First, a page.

Justification of Red List category
This species was endemic to the island of Nuku Hiva, French Polynesia, but it has been driven Extinct by habitat changes and introduced predators. The last records date from the 1930s; a survey in 1972 failed to locate it.
None believed to remain.
Pomarea nukuhivae was formerly endemic to the island of Nuku Hiva in the Marquesas Islands, French Polynesia. It was considered not common in 1922 and rare in the 1930s, the last confirmed sightings. It was not seen in 1972 or 1975 despite several weeks of intensive searches. There were unconfirmed sightings in 1975 by two hunters of a passerine bird matching this species' description, but these are extremely doubtful and the species was not seen in 1997 or 1999 (Thibault and Meyer 2001, Hume 2017).
This mainly insectivorous species occurred in forested valleys at high elevations and in degraded forest at all altitudes (probably originally preferring lowland forests which are now destroyed).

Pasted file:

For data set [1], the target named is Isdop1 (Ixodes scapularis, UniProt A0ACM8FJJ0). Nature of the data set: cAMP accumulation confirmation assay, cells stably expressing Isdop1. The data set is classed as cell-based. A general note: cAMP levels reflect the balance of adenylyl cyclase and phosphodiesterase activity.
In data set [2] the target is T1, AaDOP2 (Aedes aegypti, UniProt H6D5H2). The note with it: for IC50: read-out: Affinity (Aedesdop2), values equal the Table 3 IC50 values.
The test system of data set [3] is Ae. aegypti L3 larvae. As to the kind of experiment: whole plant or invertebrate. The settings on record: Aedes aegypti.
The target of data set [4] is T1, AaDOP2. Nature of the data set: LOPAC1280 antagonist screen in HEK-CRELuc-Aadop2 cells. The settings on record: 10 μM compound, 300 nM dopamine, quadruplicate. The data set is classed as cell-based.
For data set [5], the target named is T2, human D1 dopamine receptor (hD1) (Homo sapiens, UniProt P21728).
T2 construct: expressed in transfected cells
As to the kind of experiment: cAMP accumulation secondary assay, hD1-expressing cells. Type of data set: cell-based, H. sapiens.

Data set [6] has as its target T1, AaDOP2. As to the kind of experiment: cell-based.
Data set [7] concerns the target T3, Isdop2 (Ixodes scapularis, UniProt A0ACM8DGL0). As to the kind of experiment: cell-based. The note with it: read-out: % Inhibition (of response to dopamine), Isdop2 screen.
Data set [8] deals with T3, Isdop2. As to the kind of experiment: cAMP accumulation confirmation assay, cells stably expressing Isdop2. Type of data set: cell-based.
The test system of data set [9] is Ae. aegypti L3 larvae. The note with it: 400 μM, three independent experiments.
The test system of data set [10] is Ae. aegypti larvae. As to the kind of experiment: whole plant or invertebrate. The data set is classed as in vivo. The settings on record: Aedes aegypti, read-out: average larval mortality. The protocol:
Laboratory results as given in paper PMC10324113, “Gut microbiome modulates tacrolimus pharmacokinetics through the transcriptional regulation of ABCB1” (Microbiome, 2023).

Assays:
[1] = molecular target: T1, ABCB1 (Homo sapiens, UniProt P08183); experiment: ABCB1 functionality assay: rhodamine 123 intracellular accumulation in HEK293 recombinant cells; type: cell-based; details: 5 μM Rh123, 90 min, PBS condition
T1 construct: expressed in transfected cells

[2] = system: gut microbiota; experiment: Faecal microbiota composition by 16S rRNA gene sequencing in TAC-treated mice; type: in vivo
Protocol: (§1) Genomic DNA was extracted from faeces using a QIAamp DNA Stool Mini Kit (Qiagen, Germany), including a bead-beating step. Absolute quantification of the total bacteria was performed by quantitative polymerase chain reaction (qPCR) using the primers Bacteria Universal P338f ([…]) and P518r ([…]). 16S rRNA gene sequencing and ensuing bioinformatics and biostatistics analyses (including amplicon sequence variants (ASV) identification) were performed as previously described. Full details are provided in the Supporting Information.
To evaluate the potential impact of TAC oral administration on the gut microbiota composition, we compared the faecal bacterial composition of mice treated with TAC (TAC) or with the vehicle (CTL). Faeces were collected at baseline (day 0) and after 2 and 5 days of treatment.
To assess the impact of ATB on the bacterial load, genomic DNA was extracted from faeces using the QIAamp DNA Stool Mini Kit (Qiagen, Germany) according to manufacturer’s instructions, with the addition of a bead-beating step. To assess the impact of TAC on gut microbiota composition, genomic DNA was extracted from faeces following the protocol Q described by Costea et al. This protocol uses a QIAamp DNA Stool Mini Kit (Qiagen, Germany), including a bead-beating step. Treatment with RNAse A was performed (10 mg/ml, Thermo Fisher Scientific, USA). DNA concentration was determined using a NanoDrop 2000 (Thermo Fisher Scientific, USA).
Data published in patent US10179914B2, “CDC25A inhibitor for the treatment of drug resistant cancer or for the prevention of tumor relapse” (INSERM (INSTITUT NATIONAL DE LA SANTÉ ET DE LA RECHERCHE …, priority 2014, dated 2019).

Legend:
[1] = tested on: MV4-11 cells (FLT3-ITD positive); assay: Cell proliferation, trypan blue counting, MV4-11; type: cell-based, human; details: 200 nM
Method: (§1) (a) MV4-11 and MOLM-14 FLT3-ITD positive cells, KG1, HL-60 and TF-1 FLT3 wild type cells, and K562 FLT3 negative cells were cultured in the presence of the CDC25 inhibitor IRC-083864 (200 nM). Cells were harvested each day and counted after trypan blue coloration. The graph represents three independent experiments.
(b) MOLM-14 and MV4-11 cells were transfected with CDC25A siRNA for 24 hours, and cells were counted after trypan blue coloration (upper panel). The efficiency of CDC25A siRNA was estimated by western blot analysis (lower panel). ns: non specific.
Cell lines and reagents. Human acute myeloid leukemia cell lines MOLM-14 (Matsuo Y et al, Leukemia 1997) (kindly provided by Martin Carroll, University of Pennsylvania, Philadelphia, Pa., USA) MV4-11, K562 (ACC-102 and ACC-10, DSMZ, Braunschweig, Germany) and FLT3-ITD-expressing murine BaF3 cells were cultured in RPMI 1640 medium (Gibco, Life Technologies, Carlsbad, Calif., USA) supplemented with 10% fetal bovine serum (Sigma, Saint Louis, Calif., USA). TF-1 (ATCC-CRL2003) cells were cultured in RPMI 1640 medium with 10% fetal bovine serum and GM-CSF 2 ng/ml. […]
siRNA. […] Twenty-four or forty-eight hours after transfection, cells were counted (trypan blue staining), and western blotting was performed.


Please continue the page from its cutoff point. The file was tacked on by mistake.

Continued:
All the Marquesas Islands have been devastated by intense grazing and fire, and much of the original dry forest has been reduced to grassland, and upland forest to relict forest patches. Introduced species are also likely to have played a role in the species' demise, especially Black Rat Rattus rattus.
Text account compilers
Butchart, S., Khwaja, N., Mahood, S., Martin, R. & Temple, H.
BirdLife International (2024) Species factsheet: Pomarea nukuhivae. Downloaded from https://datazone.birdlife.org/species/factsheet/nuku-hiva-monarch-pomarea-nukuhivae on 21/02/2024.
Recommended citation for factsheets for more than one species: BirdLife International (2024) IUCN Red List for birds. Downloaded from https://datazone.birdlife.org on 21/02/2024.